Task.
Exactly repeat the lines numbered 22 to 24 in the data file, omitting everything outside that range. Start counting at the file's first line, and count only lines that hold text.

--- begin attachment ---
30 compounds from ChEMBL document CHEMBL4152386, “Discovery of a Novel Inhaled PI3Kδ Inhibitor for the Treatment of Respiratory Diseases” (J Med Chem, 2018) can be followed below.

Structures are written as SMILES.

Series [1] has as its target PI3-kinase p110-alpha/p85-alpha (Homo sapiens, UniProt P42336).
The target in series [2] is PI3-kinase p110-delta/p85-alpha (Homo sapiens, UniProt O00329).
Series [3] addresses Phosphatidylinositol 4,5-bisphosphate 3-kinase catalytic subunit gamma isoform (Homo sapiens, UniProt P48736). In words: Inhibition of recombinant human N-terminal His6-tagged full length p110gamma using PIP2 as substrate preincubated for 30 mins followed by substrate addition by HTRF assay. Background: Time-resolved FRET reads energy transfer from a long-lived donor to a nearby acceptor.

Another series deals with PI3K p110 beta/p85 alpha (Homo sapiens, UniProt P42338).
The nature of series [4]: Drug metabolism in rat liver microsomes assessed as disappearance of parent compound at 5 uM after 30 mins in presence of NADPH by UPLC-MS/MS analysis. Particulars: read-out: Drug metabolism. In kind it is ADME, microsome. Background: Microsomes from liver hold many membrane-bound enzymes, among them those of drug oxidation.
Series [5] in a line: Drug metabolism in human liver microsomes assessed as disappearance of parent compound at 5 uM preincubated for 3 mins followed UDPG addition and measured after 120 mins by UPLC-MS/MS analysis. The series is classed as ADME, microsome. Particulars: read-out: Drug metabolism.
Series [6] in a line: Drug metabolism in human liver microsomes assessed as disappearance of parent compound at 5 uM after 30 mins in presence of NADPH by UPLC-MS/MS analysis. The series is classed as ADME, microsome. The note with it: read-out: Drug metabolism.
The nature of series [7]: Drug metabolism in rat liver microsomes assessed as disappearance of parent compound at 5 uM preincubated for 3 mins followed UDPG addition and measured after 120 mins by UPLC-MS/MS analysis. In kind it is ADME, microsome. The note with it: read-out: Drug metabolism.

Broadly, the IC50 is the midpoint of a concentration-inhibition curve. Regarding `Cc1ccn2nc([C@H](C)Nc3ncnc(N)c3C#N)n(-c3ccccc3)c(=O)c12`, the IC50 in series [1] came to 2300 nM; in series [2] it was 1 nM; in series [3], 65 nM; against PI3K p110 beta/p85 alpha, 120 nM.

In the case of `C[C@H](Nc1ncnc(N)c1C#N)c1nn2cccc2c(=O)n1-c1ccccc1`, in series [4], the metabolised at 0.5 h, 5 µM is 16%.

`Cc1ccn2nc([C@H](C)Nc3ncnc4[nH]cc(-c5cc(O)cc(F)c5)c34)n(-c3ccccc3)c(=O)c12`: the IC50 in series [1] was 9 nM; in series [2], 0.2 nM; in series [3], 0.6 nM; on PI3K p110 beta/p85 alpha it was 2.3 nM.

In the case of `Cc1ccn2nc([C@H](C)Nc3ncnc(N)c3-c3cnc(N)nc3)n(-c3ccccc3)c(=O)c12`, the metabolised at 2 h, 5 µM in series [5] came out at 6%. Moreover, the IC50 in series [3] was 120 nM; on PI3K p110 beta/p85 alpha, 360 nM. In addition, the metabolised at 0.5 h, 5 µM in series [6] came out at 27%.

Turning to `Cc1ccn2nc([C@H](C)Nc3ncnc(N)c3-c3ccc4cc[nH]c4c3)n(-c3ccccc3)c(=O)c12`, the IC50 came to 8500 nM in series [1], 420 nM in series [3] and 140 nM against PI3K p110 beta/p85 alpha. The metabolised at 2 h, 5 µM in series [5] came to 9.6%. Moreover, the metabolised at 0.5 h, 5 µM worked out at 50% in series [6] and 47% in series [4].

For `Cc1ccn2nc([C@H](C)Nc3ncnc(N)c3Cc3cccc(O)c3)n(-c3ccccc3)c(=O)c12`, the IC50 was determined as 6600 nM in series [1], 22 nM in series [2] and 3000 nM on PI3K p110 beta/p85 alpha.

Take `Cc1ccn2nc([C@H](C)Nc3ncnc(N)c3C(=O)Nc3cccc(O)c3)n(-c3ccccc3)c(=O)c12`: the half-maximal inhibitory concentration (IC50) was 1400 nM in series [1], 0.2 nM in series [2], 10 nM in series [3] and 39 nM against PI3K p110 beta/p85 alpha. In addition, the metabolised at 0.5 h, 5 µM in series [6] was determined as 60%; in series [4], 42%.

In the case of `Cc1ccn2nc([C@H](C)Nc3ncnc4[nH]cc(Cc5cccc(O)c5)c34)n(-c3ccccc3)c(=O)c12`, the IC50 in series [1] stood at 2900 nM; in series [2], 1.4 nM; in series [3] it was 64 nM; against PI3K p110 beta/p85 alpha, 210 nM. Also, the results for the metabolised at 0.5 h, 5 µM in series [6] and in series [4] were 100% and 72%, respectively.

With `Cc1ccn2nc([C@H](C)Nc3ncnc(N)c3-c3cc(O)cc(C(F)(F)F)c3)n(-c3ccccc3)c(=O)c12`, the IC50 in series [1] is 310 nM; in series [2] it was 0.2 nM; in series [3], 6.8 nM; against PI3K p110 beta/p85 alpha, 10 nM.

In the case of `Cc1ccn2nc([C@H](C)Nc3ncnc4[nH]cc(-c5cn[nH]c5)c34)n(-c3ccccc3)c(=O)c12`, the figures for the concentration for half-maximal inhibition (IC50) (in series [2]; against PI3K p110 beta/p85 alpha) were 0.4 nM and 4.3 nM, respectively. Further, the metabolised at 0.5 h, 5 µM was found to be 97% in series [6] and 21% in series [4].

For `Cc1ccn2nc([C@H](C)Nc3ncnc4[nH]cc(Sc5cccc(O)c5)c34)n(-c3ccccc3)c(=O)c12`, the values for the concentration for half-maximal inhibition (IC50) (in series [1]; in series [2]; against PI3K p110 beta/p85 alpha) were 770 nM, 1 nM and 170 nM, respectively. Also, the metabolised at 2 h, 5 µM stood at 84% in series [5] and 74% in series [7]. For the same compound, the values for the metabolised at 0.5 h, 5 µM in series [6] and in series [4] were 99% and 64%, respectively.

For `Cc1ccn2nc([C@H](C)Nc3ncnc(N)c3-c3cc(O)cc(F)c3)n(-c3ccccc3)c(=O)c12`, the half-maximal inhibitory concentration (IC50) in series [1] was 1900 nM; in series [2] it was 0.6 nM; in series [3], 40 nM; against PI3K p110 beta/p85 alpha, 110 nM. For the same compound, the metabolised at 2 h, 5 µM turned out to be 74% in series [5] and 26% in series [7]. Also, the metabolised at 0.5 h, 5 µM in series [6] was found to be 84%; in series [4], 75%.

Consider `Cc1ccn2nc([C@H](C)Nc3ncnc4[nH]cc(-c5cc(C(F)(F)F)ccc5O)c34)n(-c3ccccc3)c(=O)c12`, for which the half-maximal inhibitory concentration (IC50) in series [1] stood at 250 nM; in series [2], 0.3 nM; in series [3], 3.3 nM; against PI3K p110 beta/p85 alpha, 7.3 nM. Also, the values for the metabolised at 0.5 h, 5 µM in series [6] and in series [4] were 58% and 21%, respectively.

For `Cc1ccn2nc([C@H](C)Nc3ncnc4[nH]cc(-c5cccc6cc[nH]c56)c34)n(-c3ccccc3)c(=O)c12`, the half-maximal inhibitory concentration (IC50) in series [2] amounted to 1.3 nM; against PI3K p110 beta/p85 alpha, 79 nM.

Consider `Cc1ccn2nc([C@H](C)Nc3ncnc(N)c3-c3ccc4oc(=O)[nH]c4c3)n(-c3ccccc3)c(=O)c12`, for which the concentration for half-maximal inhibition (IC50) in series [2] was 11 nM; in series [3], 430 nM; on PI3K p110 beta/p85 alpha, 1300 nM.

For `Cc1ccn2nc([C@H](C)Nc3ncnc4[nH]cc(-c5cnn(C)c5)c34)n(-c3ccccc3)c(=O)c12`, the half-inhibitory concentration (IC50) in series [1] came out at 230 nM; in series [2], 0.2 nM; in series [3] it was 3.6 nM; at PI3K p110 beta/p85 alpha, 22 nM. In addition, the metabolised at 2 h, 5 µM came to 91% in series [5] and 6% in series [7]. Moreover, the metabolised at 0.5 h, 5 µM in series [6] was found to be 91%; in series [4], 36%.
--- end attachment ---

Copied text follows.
For `Cc1ccn2nc([C@H](C)Nc3ncnc(N)c3-c3cc(O)cc(F)c3)n(-c3ccccc3)c(=O)c12`, the half-maximal inhibitory concentration (IC50) in series [1] was 1900 nM; in series [2] it was 0.6 nM; in series [3], 40 nM; against PI3K p110 beta/p85 alpha, 110 nM. For the same compound, the metabolised at 2 h, 5 µM turned out to be 74% in series [5] and 26% in series [7]. Also, the metabolised at 0.5 h, 5 µM in series [6] was found to be 84%; in series [4], 75%.

Consider `Cc1ccn2nc([C@H](C)Nc3ncnc4[nH]cc(-c5cc(C(F)(F)F)ccc5O)c34)n(-c3ccccc3)c(=O)c12`, for which the half-maximal inhibitory concentration (IC50) in series [1] stood at 250 nM; in series [2], 0.3 nM; in series [3], 3.3 nM; against PI3K p110 beta/p85 alpha, 7.3 nM. Also, the values for the metabolised at 0.5 h, 5 µM in series [6] and in series [4] were 58% and 21%, respectively.

For `Cc1ccn2nc([C@H](C)Nc3ncnc4[nH]cc(-c5cccc6cc[nH]c56)c34)n(-c3ccccc3)c(=O)c12`, the half-maximal inhibitory concentration (IC50) in series [2] amounted to 1.3 nM; against PI3K p110 beta/p85 alpha, 79 nM.